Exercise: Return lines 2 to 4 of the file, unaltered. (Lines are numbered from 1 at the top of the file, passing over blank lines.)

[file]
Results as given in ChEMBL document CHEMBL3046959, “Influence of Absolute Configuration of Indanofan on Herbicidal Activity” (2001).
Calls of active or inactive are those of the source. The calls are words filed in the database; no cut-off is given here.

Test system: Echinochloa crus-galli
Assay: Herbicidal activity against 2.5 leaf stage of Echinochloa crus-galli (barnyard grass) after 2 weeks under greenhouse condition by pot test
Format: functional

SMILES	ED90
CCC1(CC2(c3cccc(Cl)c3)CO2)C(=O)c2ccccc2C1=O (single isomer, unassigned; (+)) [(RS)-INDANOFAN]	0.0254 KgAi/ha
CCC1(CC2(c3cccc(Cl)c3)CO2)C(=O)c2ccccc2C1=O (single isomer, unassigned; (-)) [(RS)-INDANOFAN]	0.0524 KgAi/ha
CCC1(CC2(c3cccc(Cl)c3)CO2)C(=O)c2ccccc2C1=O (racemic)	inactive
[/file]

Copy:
Calls of active or inactive are those of the source. The calls are words filed in the database; no cut-off is given here.

Test system: Echinochloa crus-galli
Assay: Herbicidal activity against 2.5 leaf stage of Echinochloa crus-galli (barnyard grass) after 2 weeks under greenhouse condition by pot test